OPEN-WATER STRUCTURE The bay water is most likely warmer this month than any other during the year. The thin skinned trout like cooler surroundings, so deeper waters oblige. Spoil islands near the ICW or any major channel can spell relief to the heat. Look for steep drop-offs near the channel. Some spoils hold oyster which is a bonus feature to the main spoil bank structure while others may Jackfish are fun to be only a shallow ridge. catch. Watching Deep oyster reefs in the several compete for a bays harbor cooler water with topwater is awesome. increased water flow around the structure. On windy days, fish farther away from the shell making long casts to keep the boat hull splash from spooking fish. Live croaker is king in these areas, free-lined or fished Carolina rigged with just enough weight to get the bait heading deep without getting hung in the shell. I typically start with an 1/8 ounce egg weight and adjust from there depending on current velocity.

Capt. Curtiss Cash offers charters in the Port O’Connor area; specializing in fishing the bays, passes, jetties, surf and nearshore waters. Species targeted include speckled trout, redfish, flounder, tripletail, black drum, bull reds, sharks, snapper, kingfish, ling and tarpon, when seasonally available. Phone

361-564-7032 | 61

Thirteen-year-old Richard Gibson with 9-foot female bull shark – released.



LOOKING AROUND THE CORNER Prior to the major flooding in South Texas that occurred in mid-June in the wake of nearly fifteen-inches of rain, fishing had been phenomenal. In regard to land-based shark fishing, it may well have been some of the best on our coast in many years – perhaps decades. All the necessary elements aligned to allow things to explode. It began in late-spring when the surf turned relatively calm with no rain for several weeks. The normally pesky sargassum that typically begins to arrive mid-spring and continues into mid-summer was virtually absent. With no sargassum, anglers were able to kayak and long-rod their baits with ease and leave them in place for hours. Shark fishermen came to the surf in droves and routinely produced incredible catches. There have been more big hammerheads, tigers, and giant bulls caught this year than perhaps the past several combined. As we close in on August we may experience another spectacular run of large sharks, especially if we make it through the month without significant interruption from the tropics. August has always been a very interesting month along the coastline. We usually have grease-calm conditions with flat surf, blazing temperatures, and modest tidal movement. Daytime surf fishing is often quite slow with the exception of days when baitballs are randomly pushed near the beach. 62 | August 2018

For nearly two decades now, August has meant two things to me. Either hit or miss nighttime tiger shark action in the surf or the optimal time to venture offshore. I have always found myself in the kayak straying away from the surf as often as I could, heading to deeper waters in search of kings, cobia, and snapper. Hitting any source of structure from the kayak; jetties, offshore platforms, or underwater obstructions, is usually an ideal way of getting in on action you normally cannot find elsewhere. While some local anglers prefer to hit the likes of Baffin Bay for trophy speckled trout, I’d rather be in the gulf in the kayak on a calm morning with the sunrise reflecting off the glassy water and watching a 40-lb kingfish go aerial as it destroys a topwater lure. August also means prime time for getting offshore aboard a sportfisher. I have been very fortunate to have friends and the ability to embark on some truly epic offshore adventures. Traditionally, this is the peak of marlin season off the Texas coast, with the primary targets on trips I have participated in being billfish and tuna. Trips aboard sportfishers can include single day, two day, and three day adventures. It is very soothing for the soul to be trolling the summer days away, a hundred miles offshore, jamming out to the radio and watching blue marlin launch as they hit a lure pulled in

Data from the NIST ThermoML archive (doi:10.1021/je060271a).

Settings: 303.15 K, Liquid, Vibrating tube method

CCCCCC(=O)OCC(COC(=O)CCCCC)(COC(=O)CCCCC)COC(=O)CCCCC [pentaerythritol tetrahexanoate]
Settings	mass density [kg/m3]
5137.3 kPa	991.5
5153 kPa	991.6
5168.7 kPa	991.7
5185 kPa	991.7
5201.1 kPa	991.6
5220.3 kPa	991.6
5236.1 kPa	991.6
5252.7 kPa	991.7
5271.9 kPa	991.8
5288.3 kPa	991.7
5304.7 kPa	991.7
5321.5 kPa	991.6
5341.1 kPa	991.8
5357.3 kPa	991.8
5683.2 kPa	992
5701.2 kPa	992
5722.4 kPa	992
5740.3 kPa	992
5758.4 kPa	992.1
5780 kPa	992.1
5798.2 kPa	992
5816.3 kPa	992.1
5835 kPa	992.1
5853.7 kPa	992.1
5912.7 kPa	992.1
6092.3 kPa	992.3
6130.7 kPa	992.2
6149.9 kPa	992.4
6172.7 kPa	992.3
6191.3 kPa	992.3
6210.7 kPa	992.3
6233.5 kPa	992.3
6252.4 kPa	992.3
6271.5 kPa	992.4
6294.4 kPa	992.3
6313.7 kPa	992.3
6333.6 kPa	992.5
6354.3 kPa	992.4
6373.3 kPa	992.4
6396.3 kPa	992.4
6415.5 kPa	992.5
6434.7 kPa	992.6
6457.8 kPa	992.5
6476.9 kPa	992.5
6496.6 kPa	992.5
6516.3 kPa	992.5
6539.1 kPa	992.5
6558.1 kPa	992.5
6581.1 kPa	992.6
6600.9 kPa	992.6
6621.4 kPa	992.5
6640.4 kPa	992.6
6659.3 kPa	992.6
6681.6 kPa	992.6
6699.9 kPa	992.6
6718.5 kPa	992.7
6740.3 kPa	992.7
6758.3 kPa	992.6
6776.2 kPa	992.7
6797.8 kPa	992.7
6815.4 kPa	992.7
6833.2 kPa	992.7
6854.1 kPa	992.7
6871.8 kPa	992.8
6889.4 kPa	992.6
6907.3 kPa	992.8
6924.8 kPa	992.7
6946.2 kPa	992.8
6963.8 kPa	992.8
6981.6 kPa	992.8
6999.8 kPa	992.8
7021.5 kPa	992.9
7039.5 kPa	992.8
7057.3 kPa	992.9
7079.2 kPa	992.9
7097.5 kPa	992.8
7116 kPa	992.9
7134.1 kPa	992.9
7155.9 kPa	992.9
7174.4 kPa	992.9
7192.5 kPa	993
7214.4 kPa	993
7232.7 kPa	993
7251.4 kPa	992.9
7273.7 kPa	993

the boat’s wake. Then, come nightfall, I am usually self-appointed to night crew duty and help run the boat. While most of the day crew are asleep, I and maybe a couple others stand watch, orbiting floating offshore oil platforms and wreaking havoc on yellowfin tuna with topwaters. This type of fishing ranks high on the list of avid offshore anglers and one I wish I could enjoy more often. How much time I will be blessed with to enjoy offshore this month and the rest of the season is very much up in the air. My beach charter book has been filling in nicely and I expect more last minute bookings as family groups hurry to squeeze in a trip before the kids have to be back in school. One of my greatest joys while conducting family shark trips on the beach is the opportunity to interact with youngsters; educating through nature and fishing lessons and putting them on fish. Capping it off with a first time, hands-on encounter with the magnificent species we are targeting creates excitement and happiness for both the youth angler and the guide that I cannot describe adequately with words. And it’s not just about the kids. I enjoy the full spectrum of adventurers – first-timers to avid anglers. Parents, grandparents, and even great grandparents, hoping to scratch one species or another from a fishing bucket list are all priceless to me. A fabulous example of a most gratifying and enjoyable kid-fishing adventure occurred earlier this summer when I had a gentlemen and thirteenyear-old son on an overnight trip. Young Richard and his father, while not newbies to the sport, wanted to try their luck at nighttime sharking. Their timing couldn’t have been better. During the day, Richard got into some blacktip action and also landed a large stingray that easily outweighed him. As nightfall enveloped the beach, little did we know that a truly epic event was coming his way. Richard found himself in a battle royal that stretched late into the night, clinging tenaciously to a large shark rig. I was convinced it was a tiger as he fought a massive shark for nearly an hour. Wading into the darkness to tail rope the beast, it occurred to me that something wasn’t right. Richard’s fish was not a tiger but a brute of a bull shark. The mature 9-foot female was among the largest I’ve seen of this species and covered all along her body with mating scars. No doubt the queen of the gulf and every mature male had likely been fighting over her. Richard, his father, and I were beyond smiles and amazement. Especially gratifying was that we were able to accomplish the successful release of such